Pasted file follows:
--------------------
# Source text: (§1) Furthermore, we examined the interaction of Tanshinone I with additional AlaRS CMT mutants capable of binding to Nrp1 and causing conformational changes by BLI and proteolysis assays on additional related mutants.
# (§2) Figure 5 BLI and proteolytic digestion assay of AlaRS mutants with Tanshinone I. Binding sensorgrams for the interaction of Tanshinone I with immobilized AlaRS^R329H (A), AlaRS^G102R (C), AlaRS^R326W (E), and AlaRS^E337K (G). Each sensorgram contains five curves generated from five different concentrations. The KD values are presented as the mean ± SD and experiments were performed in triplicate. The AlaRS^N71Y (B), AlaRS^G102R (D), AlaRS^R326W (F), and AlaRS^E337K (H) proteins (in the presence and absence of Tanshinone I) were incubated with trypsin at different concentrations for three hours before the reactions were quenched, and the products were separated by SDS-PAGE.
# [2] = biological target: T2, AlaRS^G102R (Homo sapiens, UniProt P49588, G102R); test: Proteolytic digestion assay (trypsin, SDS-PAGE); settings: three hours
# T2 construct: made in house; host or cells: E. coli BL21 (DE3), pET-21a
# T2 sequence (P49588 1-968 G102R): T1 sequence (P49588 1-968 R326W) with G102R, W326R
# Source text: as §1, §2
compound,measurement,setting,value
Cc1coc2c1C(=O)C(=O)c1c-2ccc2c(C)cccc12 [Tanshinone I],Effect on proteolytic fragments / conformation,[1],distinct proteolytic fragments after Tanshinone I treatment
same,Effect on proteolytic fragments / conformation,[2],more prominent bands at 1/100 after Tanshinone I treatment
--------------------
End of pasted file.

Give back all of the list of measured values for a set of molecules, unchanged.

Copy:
# Source text: (§1) Furthermore, we examined the interaction of Tanshinone I with additional AlaRS CMT mutants capable of binding to Nrp1 and causing conformational changes by BLI and proteolysis assays on additional related mutants.
# (§2) Figure 5 BLI and proteolytic digestion assay of AlaRS mutants with Tanshinone I. Binding sensorgrams for the interaction of Tanshinone I with immobilized AlaRS^R329H (A), AlaRS^G102R (C), AlaRS^R326W (E), and AlaRS^E337K (G). Each sensorgram contains five curves generated from five different concentrations. The KD values are presented as the mean ± SD and experiments were performed in triplicate. The AlaRS^N71Y (B), AlaRS^G102R (D), AlaRS^R326W (F), and AlaRS^E337K (H) proteins (in the presence and absence of Tanshinone I) were incubated with trypsin at different concentrations for three hours before the reactions were quenched, and the products were separated by SDS-PAGE.
# [2] = biological target: T2, AlaRS^G102R (Homo sapiens, UniProt P49588, G102R); test: Proteolytic digestion assay (trypsin, SDS-PAGE); settings: three hours
# T2 construct: made in house; host or cells: E. coli BL21 (DE3), pET-21a
# T2 sequence (P49588 1-968 G102R): T1 sequence (P49588 1-968 R326W) with G102R, W326R
# Source text: as §1, §2
compound,measurement,setting,value
Cc1coc2c1C(=O)C(=O)c1c-2ccc2c(C)cccc12 [Tanshinone I],Effect on proteolytic fragments / conformation,[1],distinct proteolytic fragments after Tanshinone I treatment
same,Effect on proteolytic fragments / conformation,[2],more prominent bands at 1/100 after Tanshinone I treatment